William Friedkin biography
Date of Birth: August 29, 1939
Beginning his career in the mailroom at WGN-TV, in Chicago, Illinois, Friedkin started directing live television within two years of his employment at the station. Friedkin's mother was an operating room nurse and his father was a merchant seaman. Friedkin became infatuated with Orson Welles
after seeing Citizen Kane
, and went to work for WGN immediately after graduating from high school.
For the next eight years, he directed more than 2,000 live programs including Bonz's Big Top and award-winning news documentaries. In 1965, he moved to Hollywood and immediately started directing TV shows, including an episode of the Alfred Hitchcock Hour.
In 1967 Friedkin directed his first feature film, the Sonny and Cher vehicle Good Times. Ignoring reports that the young director was rather full of himself, producer Norman Lear was impressed enough with Good Times to entrust Friedkin with the 1967 nostalgic comedy The Night They Raided Minsky's.
During the late '60s and early '70s with the youth movement, Woodstock, and the Vietnam War, drugs became part of the American culture. The French Connection (1971) was a sharp, gritty exposé of the drug world and won Friedkin a Best Director Oscar and a nomination for Best Picture.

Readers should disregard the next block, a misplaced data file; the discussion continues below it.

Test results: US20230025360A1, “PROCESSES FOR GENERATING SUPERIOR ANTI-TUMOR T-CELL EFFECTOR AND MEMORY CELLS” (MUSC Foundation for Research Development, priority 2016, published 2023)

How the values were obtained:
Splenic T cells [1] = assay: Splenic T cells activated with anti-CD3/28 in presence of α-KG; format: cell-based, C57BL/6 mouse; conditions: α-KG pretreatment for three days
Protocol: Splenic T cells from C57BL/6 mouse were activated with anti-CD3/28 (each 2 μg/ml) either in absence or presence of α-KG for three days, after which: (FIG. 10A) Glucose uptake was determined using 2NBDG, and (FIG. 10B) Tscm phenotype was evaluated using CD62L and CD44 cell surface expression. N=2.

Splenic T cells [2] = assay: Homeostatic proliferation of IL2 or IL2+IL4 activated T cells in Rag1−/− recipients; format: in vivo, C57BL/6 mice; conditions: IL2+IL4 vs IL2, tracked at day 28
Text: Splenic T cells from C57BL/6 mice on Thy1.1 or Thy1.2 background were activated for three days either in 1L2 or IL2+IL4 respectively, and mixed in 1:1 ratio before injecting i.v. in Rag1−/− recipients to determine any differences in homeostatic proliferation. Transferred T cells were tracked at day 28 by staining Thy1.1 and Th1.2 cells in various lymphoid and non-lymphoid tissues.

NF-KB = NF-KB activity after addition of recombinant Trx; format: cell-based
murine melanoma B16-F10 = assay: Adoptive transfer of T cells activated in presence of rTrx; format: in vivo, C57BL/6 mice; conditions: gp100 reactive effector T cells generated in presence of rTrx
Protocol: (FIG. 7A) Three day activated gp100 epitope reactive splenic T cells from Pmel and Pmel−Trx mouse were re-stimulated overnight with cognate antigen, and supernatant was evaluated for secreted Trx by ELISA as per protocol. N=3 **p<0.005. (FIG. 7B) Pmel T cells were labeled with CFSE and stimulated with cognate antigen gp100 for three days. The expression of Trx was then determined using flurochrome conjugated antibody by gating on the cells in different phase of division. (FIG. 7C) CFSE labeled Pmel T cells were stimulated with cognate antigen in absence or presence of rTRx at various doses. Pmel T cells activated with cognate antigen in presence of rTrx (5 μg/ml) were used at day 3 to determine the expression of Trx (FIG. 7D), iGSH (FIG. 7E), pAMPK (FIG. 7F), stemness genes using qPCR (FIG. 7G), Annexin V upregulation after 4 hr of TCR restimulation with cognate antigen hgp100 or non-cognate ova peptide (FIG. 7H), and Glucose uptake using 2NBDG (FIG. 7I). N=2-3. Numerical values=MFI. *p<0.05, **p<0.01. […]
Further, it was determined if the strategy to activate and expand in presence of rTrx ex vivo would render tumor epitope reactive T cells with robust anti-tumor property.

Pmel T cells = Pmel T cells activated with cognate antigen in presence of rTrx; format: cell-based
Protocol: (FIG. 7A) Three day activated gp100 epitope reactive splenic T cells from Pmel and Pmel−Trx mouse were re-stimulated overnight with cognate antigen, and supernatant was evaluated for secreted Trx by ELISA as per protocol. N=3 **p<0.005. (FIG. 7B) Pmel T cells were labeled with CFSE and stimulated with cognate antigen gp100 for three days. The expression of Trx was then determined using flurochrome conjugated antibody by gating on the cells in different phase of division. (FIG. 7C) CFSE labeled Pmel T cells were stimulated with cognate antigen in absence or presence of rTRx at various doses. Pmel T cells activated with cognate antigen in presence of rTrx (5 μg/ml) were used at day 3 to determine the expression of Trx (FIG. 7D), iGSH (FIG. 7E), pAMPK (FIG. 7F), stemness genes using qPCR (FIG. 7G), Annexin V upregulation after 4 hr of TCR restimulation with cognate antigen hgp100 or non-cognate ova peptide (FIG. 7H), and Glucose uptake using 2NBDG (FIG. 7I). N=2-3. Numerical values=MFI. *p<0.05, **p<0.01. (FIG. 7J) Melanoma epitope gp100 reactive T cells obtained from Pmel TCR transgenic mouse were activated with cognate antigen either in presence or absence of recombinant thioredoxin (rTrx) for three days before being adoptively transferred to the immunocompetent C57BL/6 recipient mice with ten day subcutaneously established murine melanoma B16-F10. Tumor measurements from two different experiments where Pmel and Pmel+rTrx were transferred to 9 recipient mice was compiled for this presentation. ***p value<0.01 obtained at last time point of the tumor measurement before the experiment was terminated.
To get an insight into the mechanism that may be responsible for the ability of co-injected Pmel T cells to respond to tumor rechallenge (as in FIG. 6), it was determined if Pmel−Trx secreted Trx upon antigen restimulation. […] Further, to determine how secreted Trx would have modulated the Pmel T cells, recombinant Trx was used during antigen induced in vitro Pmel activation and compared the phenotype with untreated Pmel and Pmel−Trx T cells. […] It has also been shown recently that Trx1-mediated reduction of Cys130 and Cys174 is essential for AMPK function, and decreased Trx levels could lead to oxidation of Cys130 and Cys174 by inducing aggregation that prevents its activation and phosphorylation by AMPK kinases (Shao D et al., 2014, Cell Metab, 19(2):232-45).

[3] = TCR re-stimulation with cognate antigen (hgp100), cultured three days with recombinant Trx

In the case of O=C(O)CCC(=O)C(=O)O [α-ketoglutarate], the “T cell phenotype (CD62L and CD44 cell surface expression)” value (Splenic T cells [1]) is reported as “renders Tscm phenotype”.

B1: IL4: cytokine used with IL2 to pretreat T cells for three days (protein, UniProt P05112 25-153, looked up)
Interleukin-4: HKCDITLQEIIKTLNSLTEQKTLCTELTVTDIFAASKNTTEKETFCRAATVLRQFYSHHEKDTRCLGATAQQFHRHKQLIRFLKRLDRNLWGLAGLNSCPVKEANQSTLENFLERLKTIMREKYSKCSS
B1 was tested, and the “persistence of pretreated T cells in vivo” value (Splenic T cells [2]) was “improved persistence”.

He followed this up with The Exorcist(1973), one of the most horrifying films of all time which received 10 Academy Award nominations including Best Director and Best Picture. But despite an excellent box-office showing, both The Exorcist and Friedkin were frozen out of the Oscar race.
Around the same time that The Exorcist was filmed, Friedkin formed the Directors Company along with Francis Ford Coppola and Peter Bogdanovich; he withdrew from the group in 1974.
Friedkin's post-Exorcist projects have been a mixed bag artistically and major disappointments financially. He worked in both mediums directing television shows like C.A.T. Squad and an episode of Tales From the Crypt, and films like Rampage (1988), The Guardian (1990), Blue Chips (1994) and Jade (1995). His next few titles came after a few years with 2000's Rules Of Engagement starring Tommy Lee Jones and Samuel L. Jackson, The Hunted (2003) again with Tommy Lee Jones, Bug (2006) with Ashley Judd, and most recently, Killer Joe with Matthew McConaughey and Emile Hirsch. This latest project premiered at the 2011 Toronto International Film Festival.
The director has also made an occasional attempt at writing film scripts. In 1997, Friedkin directed a television remake of the classic courtroom drama Twelve Angry Men, which was nominated for six Emmy Awards including Outstanding Directorial Achievement for Best Dramatic Special. Later on that year, Friedkin was immortalized with a star on the Walk of Fame.
Apparently more lucky in film than he is in love, Friedkin has been married four times and has a son from his second marriage. He is presently married to film producer Sherry Lansing.
William Friedkin Filmography